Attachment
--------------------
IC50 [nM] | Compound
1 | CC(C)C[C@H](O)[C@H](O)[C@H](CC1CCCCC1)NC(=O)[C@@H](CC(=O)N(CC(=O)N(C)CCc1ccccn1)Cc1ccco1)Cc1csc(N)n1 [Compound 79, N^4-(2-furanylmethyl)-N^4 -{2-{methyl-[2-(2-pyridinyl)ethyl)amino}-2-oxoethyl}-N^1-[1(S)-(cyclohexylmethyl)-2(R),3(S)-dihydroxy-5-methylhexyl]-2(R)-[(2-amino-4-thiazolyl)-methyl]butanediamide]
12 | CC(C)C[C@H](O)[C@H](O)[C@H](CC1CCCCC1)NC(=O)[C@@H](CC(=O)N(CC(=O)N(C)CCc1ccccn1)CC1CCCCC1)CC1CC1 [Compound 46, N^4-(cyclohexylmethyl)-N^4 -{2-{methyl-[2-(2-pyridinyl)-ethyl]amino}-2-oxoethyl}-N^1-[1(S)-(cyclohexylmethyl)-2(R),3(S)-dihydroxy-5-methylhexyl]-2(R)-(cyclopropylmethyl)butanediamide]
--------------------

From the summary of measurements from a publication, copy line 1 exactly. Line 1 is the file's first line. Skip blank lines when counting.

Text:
IC50 [nM] | Compound